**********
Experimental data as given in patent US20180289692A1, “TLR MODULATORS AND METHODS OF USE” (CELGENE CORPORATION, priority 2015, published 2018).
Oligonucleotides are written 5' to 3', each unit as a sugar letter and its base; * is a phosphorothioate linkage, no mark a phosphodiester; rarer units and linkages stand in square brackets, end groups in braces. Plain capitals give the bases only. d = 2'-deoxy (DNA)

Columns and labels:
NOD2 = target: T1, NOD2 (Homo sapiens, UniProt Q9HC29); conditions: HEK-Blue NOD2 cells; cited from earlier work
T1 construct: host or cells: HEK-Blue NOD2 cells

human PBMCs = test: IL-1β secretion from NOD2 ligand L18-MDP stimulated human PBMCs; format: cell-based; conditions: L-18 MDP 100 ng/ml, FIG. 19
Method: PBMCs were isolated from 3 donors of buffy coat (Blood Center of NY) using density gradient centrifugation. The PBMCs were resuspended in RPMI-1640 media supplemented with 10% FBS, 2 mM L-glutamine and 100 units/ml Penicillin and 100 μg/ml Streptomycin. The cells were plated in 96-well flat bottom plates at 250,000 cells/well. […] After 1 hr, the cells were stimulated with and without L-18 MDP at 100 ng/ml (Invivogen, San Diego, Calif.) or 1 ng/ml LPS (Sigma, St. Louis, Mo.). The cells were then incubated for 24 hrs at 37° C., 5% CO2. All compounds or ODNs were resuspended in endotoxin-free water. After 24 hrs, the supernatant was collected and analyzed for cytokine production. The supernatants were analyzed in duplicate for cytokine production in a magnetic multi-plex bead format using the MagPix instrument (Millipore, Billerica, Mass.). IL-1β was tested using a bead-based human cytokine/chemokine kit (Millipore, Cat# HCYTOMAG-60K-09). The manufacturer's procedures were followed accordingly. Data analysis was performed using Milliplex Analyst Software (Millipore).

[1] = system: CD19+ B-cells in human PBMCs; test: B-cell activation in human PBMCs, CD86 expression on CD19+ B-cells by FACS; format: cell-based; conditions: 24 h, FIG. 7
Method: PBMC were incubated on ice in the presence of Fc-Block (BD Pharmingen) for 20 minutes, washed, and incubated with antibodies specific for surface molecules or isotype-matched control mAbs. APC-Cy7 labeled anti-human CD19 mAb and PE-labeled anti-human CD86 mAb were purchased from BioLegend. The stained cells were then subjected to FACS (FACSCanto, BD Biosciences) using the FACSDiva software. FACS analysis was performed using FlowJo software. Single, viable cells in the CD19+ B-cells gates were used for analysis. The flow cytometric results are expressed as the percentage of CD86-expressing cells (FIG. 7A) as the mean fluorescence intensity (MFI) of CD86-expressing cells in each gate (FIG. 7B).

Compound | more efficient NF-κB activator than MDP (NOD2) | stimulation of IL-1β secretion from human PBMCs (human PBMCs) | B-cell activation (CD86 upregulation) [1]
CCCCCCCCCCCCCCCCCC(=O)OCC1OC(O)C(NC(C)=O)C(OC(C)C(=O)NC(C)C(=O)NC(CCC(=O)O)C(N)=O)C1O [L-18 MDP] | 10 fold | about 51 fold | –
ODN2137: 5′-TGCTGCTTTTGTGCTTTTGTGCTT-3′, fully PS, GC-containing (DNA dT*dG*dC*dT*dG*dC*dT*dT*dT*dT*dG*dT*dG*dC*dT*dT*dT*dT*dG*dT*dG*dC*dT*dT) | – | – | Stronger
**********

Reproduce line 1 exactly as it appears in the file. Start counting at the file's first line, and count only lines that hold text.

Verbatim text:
Experimental data as given in patent US20180289692A1, “TLR MODULATORS AND METHODS OF USE” (CELGENE CORPORATION, priority 2015, published 2018).